Say No To Gambling, Inter-Faith Groups Tell Sabah, Putrajaya

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JOINT LETTER TO ADDRESS THE PROBLEM OF MINI CASINOS IN SABAH

INTER-FAITH GROUPS COME AS ONE TO URGE THE SABAH STATE & FEDERAL GOVERNMENTS TO BAN MINI-CASINO OPERATIONS IN SABAH

Some of the signatories to the joint statement are seen in this photo above. The statement was made available to BorneoToday.

Members of the Muslim, Buddhist and Christian Communities here have come together as one, to urge both the Sabah and Federal governments to ban mini-casinos operations in Sabah.

The group issued a joint letter on the issue to the Prime Minister Tun Dr. Mahathir Bin Mohamad, YB Lim Guan Eng, the Federal Minister of Finance, TYT Yang di-Pertua Negeri Sabah Tun Datuk Seri Panglima Dr. Haji Juhar Bin Datuk Haji Mahiruddin and Chief Minister Datuk Seri Panglima Haji Mohd Shafie Bin Haji Apdal.

In the Joint Letter, the signatories voiced their concern on the negative effects of slot machine operations have on the social and economic health and well-being of the community. They reminded the government that under Pillar 5 of the Pakatan Harapan Manifesto, among others, the following promises were made:

a) Promise 52: Fight Crime and Social Ills.
b) Promise 53: Promote the Integrity of Family Institution and Neighbourliness.
c) Promise 55: To Increase the Space for and Diversify the Activities of Young People.

The Joint Letter states “With all due respect, the licences issued by the Federal Ministry of Finance for the operations of slot machines provide an anti-thesis to the above Promises. We speak on behalf of our members and the vast majority of our community. For all intents and purposes, we earnestly wish to highlight that any promotion of gambling activities without doubt will increase crime and social ills, disrupt family institutions and lure the young people to addiction and other vices.”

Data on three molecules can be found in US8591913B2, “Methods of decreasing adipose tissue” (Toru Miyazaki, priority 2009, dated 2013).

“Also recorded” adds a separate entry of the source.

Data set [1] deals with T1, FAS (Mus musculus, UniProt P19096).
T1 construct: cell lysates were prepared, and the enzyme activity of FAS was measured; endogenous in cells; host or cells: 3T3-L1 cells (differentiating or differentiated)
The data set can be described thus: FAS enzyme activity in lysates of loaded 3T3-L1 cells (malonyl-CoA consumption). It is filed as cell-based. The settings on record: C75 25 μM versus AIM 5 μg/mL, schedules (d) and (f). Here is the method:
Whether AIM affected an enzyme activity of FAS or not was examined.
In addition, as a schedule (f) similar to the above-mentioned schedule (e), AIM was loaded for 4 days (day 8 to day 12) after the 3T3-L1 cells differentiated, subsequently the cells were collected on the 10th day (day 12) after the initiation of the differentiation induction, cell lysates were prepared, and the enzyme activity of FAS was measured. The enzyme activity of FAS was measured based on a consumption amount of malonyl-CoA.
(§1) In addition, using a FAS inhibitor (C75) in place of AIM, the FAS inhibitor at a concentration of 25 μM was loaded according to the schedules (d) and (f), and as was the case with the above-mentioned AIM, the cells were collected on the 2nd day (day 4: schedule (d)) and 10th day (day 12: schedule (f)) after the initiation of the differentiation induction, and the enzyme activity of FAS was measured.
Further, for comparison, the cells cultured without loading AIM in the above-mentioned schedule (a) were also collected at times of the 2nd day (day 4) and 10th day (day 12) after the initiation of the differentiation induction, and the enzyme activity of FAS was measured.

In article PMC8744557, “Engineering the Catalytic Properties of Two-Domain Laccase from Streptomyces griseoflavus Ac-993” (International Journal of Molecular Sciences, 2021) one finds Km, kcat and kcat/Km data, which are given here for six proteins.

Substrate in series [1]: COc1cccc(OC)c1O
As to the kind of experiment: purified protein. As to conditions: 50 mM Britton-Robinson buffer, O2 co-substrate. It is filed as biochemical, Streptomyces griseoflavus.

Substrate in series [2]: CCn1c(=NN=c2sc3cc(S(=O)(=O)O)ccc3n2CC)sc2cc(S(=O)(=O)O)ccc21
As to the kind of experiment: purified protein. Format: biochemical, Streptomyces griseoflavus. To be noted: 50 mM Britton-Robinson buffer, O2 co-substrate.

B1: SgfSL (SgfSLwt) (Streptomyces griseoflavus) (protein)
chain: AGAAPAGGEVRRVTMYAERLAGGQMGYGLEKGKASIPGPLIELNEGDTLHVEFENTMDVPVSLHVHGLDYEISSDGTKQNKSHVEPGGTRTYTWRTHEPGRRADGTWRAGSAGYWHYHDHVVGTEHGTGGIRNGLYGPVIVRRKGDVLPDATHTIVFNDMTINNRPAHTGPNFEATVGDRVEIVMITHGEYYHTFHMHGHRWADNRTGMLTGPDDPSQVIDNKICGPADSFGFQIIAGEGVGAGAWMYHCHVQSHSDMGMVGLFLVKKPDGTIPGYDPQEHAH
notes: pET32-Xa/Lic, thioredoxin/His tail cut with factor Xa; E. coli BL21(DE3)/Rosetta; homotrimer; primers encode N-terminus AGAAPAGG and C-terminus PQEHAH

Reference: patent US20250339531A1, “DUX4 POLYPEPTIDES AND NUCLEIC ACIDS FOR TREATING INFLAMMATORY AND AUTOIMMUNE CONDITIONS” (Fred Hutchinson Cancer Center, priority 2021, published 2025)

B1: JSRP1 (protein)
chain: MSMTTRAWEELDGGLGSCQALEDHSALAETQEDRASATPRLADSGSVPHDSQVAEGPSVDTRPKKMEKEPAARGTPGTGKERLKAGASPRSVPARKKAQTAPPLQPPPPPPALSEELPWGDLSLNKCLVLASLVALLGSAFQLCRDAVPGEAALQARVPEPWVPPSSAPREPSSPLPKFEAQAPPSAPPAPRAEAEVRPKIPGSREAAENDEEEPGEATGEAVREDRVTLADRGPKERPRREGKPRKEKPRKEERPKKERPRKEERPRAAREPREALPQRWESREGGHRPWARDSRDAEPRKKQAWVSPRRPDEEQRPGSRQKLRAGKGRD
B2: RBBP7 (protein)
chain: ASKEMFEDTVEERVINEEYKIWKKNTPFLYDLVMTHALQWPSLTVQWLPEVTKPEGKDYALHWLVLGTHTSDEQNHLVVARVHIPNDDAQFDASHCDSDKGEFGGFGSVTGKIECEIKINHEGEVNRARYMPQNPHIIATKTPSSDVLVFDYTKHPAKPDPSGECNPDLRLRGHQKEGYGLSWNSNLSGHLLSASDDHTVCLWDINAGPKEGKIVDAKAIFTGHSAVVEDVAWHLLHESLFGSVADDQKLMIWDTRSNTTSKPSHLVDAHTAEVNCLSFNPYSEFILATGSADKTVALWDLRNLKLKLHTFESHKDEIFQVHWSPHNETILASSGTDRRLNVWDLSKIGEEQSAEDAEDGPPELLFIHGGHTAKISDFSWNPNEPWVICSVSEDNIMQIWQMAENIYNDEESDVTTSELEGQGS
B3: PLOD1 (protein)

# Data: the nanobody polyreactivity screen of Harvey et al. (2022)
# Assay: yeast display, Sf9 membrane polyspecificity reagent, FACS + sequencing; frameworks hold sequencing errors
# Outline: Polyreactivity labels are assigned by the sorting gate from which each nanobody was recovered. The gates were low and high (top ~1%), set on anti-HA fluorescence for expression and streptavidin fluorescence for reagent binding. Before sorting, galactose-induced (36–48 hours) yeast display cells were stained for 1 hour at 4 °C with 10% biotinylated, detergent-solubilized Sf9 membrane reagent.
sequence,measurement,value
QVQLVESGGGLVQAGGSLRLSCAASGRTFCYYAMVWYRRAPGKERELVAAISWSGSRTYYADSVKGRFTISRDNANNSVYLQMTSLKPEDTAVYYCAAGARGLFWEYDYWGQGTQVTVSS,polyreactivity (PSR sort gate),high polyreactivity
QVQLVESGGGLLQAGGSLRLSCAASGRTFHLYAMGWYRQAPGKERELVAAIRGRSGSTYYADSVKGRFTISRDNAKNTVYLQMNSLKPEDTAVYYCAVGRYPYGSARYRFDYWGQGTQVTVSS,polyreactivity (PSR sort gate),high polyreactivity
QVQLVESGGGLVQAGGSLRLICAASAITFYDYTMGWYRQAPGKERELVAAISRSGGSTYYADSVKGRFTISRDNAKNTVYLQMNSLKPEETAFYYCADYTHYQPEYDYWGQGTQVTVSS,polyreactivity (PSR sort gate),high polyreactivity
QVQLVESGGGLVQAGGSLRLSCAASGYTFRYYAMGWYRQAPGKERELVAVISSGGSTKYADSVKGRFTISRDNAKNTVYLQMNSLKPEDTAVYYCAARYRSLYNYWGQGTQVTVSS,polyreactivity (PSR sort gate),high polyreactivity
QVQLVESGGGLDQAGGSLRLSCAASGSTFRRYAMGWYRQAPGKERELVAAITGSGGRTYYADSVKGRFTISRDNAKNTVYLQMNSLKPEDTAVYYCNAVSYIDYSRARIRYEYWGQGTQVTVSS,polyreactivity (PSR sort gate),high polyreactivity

They voiced their unhappiness about the indiscriminate locations of the so called ‘Sports and Recreational Clubs’ which is the guise for slot machine operations, near to schools and housing areas around major cities throughout the State.

The sheer number of the slot machines available here has practically turned Sabah into a mini Las Vegas / Macau in Malaysia.

There have been countless of complaints from the community that these premises are also hotbeds for loan sharks, illegal drug trade and alcohol abuse. This situation has destroyed and is continuing to destroy the lives of countless of people in our community.

The family institution is at risk for those with members who have fallen into gambling addiction and consequently tied with debts with loan sharks, drugs and alcohol addictions. In the long run, this situation is putting the future of our beloved nation at risk.

“Over the years, there has been an increase in the number of bankruptcies caused by gambling especially slot machine related debts in Sabah. This have caused an increase in divorce cases. Many addicted gamblers have not only resorted to borrowing money from friends, family members and legitimate financial institutions but have become clients of vicious loan sharks.

We have witnessed too many marriages failed, hard earned money and properties lost, lives at risk, victims become suicidal and family destructions. Youth and children grow up in difficult homes and many inherit the addiction. It is a vicious cycle. The number of families in debt and reaping the consequences of gambling addiction now is troubling.